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Three Types Of Pain

Explaining Peripheral, Peripheral Neuropathic, and Central Neuropathic pain.

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Three Types Of Pain

Pain can attack in an assortment of ways. There are three specific types of pain Peripheral, Peripheral Neuropathic, and Central Neuropathic. Knowing these types of pain, how they are caused, and how they are treated can help anyone fighting an uphill battle with pain.

First, let's talk about Peripheral (nociception) pain. Peripheral pain is widely referred to as acute pain. Simply put, this is the pain due to an injury. For example, experiencing a small burn is considered Peripheral. You would feel the burn immediately and withdraw from the situation. However, seconds after the burning sensation is gone a new pain will take place. Fortunately for the vast majority of people, Peripheral pain is incredibly responsive to general pain medications. Inflammation or mechanical damage to tissue in actuality is the easiest type of pain to treat. In more serious cases of injury Peripheral pain also responds well to surgical procedures.

Our next type of pain, Peripheral Neuropathic, is more challenging. It is caused by damage or dysfunction of peripheral nerves. The nervous system is incredibly intricate resulting in this pain much more difficult to treat. Unlike Peripheral pain, Peripheral Neuropathic pain is not just temporary tissue damage it goes deep into the nervous system. Post-herpetic Neuralgia is a classic example of this type of pain. When an injury or illness is deep rooted within the nervous system there really isn't always a way to treat the issue itself. Treating this type of pain is less about curing and more about managing. Peripheral Neuropathic pain is responsive to both strong pain medications such as opioids. Some alternative treatments include acupuncture and physical therapy.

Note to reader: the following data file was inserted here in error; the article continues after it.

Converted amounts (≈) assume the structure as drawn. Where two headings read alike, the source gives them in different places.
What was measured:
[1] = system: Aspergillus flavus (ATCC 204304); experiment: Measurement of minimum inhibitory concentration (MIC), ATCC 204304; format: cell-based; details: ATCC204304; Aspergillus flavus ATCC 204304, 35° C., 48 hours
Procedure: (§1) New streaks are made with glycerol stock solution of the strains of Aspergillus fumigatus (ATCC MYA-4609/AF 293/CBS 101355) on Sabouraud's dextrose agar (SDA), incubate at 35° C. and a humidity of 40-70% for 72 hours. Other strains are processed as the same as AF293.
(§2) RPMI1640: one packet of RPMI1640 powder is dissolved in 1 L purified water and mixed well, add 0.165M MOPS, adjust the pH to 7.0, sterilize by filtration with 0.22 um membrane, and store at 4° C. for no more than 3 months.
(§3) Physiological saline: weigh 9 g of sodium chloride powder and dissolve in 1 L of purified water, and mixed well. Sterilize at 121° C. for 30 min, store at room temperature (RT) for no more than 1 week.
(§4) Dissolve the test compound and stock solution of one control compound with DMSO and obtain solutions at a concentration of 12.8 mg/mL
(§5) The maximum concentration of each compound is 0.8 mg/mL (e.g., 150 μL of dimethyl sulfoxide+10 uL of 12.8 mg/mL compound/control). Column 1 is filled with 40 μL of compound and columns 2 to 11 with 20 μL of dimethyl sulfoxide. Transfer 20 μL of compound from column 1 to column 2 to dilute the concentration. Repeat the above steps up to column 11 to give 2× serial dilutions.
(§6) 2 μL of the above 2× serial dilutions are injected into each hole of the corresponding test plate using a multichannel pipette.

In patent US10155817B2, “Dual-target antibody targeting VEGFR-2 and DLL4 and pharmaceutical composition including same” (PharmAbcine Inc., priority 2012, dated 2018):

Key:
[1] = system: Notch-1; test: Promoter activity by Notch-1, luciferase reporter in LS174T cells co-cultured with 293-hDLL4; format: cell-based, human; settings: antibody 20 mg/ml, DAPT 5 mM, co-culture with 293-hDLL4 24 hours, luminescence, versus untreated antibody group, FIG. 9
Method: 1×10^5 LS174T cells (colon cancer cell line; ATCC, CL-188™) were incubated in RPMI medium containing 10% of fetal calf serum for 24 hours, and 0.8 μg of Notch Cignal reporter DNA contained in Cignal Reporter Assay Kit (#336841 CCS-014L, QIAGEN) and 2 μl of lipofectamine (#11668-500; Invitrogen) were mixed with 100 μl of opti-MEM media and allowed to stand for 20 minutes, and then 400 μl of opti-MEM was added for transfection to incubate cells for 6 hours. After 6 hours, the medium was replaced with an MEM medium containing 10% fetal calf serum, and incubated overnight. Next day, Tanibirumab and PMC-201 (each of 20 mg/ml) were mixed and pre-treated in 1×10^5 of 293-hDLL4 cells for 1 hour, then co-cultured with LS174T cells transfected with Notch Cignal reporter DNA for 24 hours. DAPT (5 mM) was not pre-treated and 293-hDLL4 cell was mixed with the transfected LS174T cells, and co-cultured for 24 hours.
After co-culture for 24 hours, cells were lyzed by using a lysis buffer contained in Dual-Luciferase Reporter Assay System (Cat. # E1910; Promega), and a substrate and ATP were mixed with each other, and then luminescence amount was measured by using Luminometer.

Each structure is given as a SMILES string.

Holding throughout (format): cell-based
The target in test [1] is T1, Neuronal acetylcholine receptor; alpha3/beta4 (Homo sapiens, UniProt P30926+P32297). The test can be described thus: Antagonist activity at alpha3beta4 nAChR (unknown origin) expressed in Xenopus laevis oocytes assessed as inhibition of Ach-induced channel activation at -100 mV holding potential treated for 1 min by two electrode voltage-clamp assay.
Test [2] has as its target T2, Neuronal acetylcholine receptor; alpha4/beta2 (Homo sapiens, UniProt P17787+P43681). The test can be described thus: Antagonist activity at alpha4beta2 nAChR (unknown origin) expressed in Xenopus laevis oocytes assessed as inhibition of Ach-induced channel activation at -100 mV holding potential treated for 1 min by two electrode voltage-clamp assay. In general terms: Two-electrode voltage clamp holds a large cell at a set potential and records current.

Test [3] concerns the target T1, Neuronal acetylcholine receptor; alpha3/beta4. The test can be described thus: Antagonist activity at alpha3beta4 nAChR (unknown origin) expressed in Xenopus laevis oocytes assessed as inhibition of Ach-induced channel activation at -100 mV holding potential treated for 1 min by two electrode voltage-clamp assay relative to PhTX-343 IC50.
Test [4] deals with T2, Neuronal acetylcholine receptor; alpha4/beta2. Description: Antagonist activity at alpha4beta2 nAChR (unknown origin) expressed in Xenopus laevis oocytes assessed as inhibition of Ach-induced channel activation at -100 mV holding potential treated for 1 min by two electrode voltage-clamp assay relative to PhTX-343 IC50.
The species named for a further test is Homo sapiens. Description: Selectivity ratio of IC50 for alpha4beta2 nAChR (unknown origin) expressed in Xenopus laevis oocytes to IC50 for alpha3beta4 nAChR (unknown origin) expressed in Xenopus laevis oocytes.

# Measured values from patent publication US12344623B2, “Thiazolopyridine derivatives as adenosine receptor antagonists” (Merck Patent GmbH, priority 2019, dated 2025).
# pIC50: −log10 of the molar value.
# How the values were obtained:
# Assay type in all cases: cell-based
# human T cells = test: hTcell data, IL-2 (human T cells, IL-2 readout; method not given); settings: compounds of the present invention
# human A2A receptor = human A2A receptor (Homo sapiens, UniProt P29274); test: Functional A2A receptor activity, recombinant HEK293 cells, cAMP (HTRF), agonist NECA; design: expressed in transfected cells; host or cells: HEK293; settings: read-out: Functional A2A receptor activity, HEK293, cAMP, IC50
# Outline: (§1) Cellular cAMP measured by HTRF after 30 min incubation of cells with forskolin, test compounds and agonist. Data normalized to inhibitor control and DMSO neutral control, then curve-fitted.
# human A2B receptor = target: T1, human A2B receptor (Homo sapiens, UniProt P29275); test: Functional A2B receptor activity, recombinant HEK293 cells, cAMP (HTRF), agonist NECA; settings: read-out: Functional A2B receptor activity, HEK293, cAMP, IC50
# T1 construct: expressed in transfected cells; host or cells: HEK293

Central Neuropathic or Centralized Pain is by far the most taxing form of pain not only to have but also to treat. Central Neuropathic pain is characterized by a central disturbance in pain processing. In other words, the brain sends out and processes pain incorrectly. Fibromyalgia, as well as any other type of chronic pain, falls under this category of pain. Central Neuropathic pain has yet to find a cure or present treatments that will show a substantial decrease in the pain being experienced. It is really only responsive to neuroactive compounds that alter levels of the neurotransmitters being involved in pain transmission. Because of the fact that this is an issue with how the brain perceives pain and not a physical issue itself blocking the pain in its entirety is often impossible.

Something that is widely misunderstood about these types of pain is they can in fact overlap. A patient could experience Central Neuropathic pain in combination with Peripheral pain. Keeping that fact in mind will benefit anyone, especially those with chronic pain. Although a pain can be chronic and untreatable this may be in combination with a smaller injury that can be treated. Treating the smaller injury will decrease the daily amount of pain. Always remember to keep an open mind with these types of pain, they may overlap in ways you never imagined.

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